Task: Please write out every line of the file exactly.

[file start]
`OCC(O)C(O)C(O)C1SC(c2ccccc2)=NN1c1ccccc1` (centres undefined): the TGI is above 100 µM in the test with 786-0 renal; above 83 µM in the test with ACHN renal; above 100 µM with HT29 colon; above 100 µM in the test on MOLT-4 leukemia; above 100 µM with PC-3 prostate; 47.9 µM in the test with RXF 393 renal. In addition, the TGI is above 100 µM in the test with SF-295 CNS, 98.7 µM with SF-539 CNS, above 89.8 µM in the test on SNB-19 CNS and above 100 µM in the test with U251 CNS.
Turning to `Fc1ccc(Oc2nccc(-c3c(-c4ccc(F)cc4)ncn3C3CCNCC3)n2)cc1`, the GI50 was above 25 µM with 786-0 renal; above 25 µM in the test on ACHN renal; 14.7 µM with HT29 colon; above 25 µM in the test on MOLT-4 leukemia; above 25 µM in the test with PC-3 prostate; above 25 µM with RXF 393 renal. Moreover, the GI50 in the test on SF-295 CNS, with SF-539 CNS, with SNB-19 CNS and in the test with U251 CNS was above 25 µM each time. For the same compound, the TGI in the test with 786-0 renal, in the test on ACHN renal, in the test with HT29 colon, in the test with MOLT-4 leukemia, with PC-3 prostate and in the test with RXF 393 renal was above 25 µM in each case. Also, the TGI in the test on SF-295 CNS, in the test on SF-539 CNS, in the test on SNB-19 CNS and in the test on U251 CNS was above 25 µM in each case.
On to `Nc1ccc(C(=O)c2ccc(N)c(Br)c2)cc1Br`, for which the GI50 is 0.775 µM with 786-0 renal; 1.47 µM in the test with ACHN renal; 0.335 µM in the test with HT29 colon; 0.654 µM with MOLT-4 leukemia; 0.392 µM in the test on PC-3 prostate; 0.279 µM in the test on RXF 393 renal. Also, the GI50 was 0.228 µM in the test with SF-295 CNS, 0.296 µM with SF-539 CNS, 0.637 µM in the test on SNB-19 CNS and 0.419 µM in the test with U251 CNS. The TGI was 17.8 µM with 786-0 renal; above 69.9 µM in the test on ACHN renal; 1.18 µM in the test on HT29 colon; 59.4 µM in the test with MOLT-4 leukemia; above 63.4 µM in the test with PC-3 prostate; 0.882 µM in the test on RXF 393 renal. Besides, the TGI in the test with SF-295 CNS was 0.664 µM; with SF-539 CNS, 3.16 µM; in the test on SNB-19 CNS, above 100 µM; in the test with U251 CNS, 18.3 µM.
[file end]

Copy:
`OCC(O)C(O)C(O)C1SC(c2ccccc2)=NN1c1ccccc1` (centres undefined): the TGI is above 100 µM in the test with 786-0 renal; above 83 µM in the test with ACHN renal; above 100 µM with HT29 colon; above 100 µM in the test on MOLT-4 leukemia; above 100 µM with PC-3 prostate; 47.9 µM in the test with RXF 393 renal. In addition, the TGI is above 100 µM in the test with SF-295 CNS, 98.7 µM with SF-539 CNS, above 89.8 µM in the test on SNB-19 CNS and above 100 µM in the test with U251 CNS.
Turning to `Fc1ccc(Oc2nccc(-c3c(-c4ccc(F)cc4)ncn3C3CCNCC3)n2)cc1`, the GI50 was above 25 µM with 786-0 renal; above 25 µM in the test on ACHN renal; 14.7 µM with HT29 colon; above 25 µM in the test on MOLT-4 leukemia; above 25 µM in the test with PC-3 prostate; above 25 µM with RXF 393 renal. Moreover, the GI50 in the test on SF-295 CNS, with SF-539 CNS, with SNB-19 CNS and in the test with U251 CNS was above 25 µM each time. For the same compound, the TGI in the test with 786-0 renal, in the test on ACHN renal, in the test with HT29 colon, in the test with MOLT-4 leukemia, with PC-3 prostate and in the test with RXF 393 renal was above 25 µM in each case. Also, the TGI in the test on SF-295 CNS, in the test on SF-539 CNS, in the test on SNB-19 CNS and in the test on U251 CNS was above 25 µM in each case.
On to `Nc1ccc(C(=O)c2ccc(N)c(Br)c2)cc1Br`, for which the GI50 is 0.775 µM with 786-0 renal; 1.47 µM in the test with ACHN renal; 0.335 µM in the test with HT29 colon; 0.654 µM with MOLT-4 leukemia; 0.392 µM in the test on PC-3 prostate; 0.279 µM in the test on RXF 393 renal. Also, the GI50 was 0.228 µM in the test with SF-295 CNS, 0.296 µM with SF-539 CNS, 0.637 µM in the test on SNB-19 CNS and 0.419 µM in the test with U251 CNS. The TGI was 17.8 µM with 786-0 renal; above 69.9 µM in the test on ACHN renal; 1.18 µM in the test on HT29 colon; 59.4 µM in the test with MOLT-4 leukemia; above 63.4 µM in the test with PC-3 prostate; 0.882 µM in the test on RXF 393 renal. Besides, the TGI in the test with SF-295 CNS was 0.664 µM; with SF-539 CNS, 3.16 µM; in the test on SNB-19 CNS, above 100 µM; in the test with U251 CNS, 18.3 µM.